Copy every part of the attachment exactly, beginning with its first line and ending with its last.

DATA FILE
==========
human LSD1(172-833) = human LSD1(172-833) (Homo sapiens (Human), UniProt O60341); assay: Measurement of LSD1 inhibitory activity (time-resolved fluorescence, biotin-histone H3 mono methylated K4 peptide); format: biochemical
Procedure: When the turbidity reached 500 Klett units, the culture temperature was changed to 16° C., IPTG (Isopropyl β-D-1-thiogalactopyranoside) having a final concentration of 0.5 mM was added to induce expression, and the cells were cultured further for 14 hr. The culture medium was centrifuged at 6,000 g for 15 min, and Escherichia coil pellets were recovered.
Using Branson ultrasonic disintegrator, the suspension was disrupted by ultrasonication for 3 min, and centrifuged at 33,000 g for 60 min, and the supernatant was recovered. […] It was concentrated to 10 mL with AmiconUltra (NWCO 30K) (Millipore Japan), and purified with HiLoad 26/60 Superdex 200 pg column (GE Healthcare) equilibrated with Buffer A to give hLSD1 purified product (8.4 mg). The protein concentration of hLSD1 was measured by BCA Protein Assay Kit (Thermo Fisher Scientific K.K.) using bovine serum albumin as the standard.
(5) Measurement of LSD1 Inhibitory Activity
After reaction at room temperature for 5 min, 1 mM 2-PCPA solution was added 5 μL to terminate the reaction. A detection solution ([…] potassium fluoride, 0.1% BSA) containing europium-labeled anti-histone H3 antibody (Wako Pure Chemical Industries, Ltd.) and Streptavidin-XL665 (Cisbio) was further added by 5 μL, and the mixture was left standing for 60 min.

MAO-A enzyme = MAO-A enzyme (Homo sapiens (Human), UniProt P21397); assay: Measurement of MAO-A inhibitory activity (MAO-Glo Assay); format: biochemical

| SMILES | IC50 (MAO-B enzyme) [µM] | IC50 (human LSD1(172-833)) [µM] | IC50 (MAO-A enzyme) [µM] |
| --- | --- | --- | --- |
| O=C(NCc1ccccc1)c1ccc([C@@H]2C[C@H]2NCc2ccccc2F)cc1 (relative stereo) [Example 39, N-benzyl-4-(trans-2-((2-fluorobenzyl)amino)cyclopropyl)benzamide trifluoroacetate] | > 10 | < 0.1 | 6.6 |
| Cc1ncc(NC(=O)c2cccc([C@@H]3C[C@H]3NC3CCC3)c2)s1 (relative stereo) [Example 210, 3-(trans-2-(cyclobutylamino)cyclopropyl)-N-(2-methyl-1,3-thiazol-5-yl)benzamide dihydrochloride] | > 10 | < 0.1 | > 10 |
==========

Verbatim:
human LSD1(172-833) = human LSD1(172-833) (Homo sapiens (Human), UniProt O60341); assay: Measurement of LSD1 inhibitory activity (time-resolved fluorescence, biotin-histone H3 mono methylated K4 peptide); format: biochemical
Procedure: When the turbidity reached 500 Klett units, the culture temperature was changed to 16° C., IPTG (Isopropyl β-D-1-thiogalactopyranoside) having a final concentration of 0.5 mM was added to induce expression, and the cells were cultured further for 14 hr. The culture medium was centrifuged at 6,000 g for 15 min, and Escherichia coil pellets were recovered.
Using Branson ultrasonic disintegrator, the suspension was disrupted by ultrasonication for 3 min, and centrifuged at 33,000 g for 60 min, and the supernatant was recovered. […] It was concentrated to 10 mL with AmiconUltra (NWCO 30K) (Millipore Japan), and purified with HiLoad 26/60 Superdex 200 pg column (GE Healthcare) equilibrated with Buffer A to give hLSD1 purified product (8.4 mg). The protein concentration of hLSD1 was measured by BCA Protein Assay Kit (Thermo Fisher Scientific K.K.) using bovine serum albumin as the standard.
(5) Measurement of LSD1 Inhibitory Activity
After reaction at room temperature for 5 min, 1 mM 2-PCPA solution was added 5 μL to terminate the reaction. A detection solution ([…] potassium fluoride, 0.1% BSA) containing europium-labeled anti-histone H3 antibody (Wako Pure Chemical Industries, Ltd.) and Streptavidin-XL665 (Cisbio) was further added by 5 μL, and the mixture was left standing for 60 min.

MAO-A enzyme = MAO-A enzyme (Homo sapiens (Human), UniProt P21397); assay: Measurement of MAO-A inhibitory activity (MAO-Glo Assay); format: biochemical

| SMILES | IC50 (MAO-B enzyme) [µM] | IC50 (human LSD1(172-833)) [µM] | IC50 (MAO-A enzyme) [µM] |
| --- | --- | --- | --- |
| O=C(NCc1ccccc1)c1ccc([C@@H]2C[C@H]2NCc2ccccc2F)cc1 (relative stereo) [Example 39, N-benzyl-4-(trans-2-((2-fluorobenzyl)amino)cyclopropyl)benzamide trifluoroacetate] | > 10 | < 0.1 | 6.6 |
| Cc1ncc(NC(=O)c2cccc([C@@H]3C[C@H]3NC3CCC3)c2)s1 (relative stereo) [Example 210, 3-(trans-2-(cyclobutylamino)cyclopropyl)-N-(2-methyl-1,3-thiazol-5-yl)benzamide dihydrochloride] | > 10 | < 0.1 | > 10 |